Hi Everybody. The Middle Fork Clearwater River Chinook Salmon fishery has been open a week now (it opened 6/13/19), so I figured it was about time I provided you all an update on how this fishery was going. If you need a reminder of what the rules for this fishery are, you can refer to my previous blog (dated 6/13/19).
During our creel surveys last week, we estimated over four days (Thursday through Sunday) that 18 adult Chinook Salmon were harvested. Effort was relatively light but picked up some over the weekend to the point that many of the pullouts near nice looking holes had anglers parked at them. For those who participated in this fishery, catch rates were tough averaging about 44 hours/fish. That is about what I expected as most people are new to this fishery, and in reality, there are not a ton of fish migrating through.
The most frequent question I am getting now is “will the fishing get better?” and “how long before the fish pass through the fishery?”. To help answer these questions, I have put together the table below. This table shows all the PIT tagged spring Chinook Salmon that are destined for the Middle Fork Clearwater River that have been detected passing over Lower Granite Dam. If you study this table, you will see that there are 32 of these PIT tagged fish. Of these fish, 19 have been detected at the PIT tag array in the Selway River. Using simple math (19/32), that tells us that as of today (6/20/19) 60% of the spring Selway run has already passed through the Middle Fork Clearwater River. However, PIT tag arrays in rivers do not pick up all fish that swim by which means it is more likely that 70-90% of the run has probably migrated by. As a reminder, these PIT tags represent only the spring run. There are also some summer run fish that will be migrating through, although much fewer than the spring run (Spring run ~ 1300 fish; Summer run ~ 200 fish). So my answer to you is that I wouldn’t expect the fishing to get better this week, but if you are looking for an excuse to go camping, hang out on a river, and potentially catch a salmon, this may be just the ticket for you.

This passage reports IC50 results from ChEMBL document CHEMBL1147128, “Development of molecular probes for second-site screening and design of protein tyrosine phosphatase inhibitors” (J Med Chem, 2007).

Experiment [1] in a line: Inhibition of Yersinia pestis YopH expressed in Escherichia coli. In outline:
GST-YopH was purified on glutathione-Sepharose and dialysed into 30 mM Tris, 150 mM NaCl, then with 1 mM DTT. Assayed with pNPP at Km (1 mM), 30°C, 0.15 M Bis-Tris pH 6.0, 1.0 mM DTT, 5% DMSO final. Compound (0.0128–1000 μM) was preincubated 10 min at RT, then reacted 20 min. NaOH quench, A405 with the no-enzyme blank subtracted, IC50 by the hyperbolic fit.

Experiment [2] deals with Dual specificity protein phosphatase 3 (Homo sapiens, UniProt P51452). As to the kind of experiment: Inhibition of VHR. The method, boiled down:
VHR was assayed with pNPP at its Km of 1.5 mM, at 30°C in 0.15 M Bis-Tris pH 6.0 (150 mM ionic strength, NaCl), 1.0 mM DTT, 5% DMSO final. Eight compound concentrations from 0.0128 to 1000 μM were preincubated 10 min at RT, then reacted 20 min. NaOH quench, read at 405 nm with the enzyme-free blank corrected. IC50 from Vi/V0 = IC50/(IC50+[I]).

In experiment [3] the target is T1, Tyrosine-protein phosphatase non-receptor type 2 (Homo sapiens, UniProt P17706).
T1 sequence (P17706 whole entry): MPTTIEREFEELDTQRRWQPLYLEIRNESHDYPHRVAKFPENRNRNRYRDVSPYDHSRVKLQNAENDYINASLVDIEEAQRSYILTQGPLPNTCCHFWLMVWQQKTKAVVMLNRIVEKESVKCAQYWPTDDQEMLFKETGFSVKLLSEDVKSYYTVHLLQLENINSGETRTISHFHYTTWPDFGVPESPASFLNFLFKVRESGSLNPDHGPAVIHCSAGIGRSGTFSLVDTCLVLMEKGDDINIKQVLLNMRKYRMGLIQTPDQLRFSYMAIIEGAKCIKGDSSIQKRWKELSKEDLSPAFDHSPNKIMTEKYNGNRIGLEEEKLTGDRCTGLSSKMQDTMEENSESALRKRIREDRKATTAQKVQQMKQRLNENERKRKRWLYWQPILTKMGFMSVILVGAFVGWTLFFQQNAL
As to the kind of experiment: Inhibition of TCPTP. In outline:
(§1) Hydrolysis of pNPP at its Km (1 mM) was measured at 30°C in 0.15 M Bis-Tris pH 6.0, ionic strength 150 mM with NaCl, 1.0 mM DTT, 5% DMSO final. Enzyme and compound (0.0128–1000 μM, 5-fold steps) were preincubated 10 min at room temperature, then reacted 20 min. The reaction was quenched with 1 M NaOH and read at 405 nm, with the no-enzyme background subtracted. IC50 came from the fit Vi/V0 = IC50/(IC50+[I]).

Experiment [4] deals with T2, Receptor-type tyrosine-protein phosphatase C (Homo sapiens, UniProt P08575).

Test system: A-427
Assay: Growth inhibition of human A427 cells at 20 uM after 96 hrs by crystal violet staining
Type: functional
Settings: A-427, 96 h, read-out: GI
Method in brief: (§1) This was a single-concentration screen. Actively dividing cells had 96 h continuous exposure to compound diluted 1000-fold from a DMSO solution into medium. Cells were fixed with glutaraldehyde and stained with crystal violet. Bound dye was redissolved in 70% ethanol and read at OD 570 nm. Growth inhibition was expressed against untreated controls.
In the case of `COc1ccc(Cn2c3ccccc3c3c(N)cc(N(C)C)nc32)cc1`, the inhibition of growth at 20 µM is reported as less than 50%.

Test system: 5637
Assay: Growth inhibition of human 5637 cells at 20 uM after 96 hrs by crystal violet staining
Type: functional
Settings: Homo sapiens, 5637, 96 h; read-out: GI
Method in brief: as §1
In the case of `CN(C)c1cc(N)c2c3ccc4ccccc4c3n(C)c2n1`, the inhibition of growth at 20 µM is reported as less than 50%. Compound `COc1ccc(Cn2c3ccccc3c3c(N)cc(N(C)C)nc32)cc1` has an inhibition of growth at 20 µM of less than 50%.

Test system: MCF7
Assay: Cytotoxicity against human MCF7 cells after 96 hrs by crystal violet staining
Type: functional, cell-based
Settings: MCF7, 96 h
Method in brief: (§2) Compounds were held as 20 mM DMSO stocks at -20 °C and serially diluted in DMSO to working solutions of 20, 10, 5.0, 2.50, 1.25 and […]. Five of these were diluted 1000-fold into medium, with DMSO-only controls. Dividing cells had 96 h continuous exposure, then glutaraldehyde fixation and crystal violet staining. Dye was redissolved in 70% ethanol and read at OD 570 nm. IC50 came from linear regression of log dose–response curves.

For those of you who have been studying this table, you probably have noticed some interesting things. For example, notice how those fish that arrived at Lower Granite Dam earlier took considerably more time to migrate to the Selway River than those fish that arrived later. The distance from Lower Granite Dam to where the Selway PIT tag array is located is about 140 miles. Those fish that passed over Lower Granite Dam in May took on average 20 days to make this journey averaging 7 miles a day whereas those that passed over in June took 7 days on average which means they were swimming 20 miles a day. A couple fish made the journey in 5 days swimming 28 miles a day! What this shows me is just how much flow effects migration rates. In May, flows in the Clearwater River exceeded 40,000 cfs for most of the time whereas in June flows steadily dropped to where they are less than 20,000 cfs now. Another interesting thing to noticed is how these fish have been passing over Lower Granite Dam for over a month, but the vast majority have only showed up in the Selway River in the last 10 days. What I think happened is many of these early migrating fish got caught up in Big Eddy and couldn’t find a way out until flows dropped. What we have seen over the years is that at certain flows (40,000 cfs plus or minus) Chinook Salmon will stack up in this area. At these flows, I think the unusual back eddies that form combined with high currents in certain areas confuse the salmon on how to navigate through it. I suspect a few of these salmon were sitting in Big Eddy for almost a month. If you were wondering, in most years we don’t allow salmon fishing in this area.
That is all I have for you today. I hope you all have a good weekend.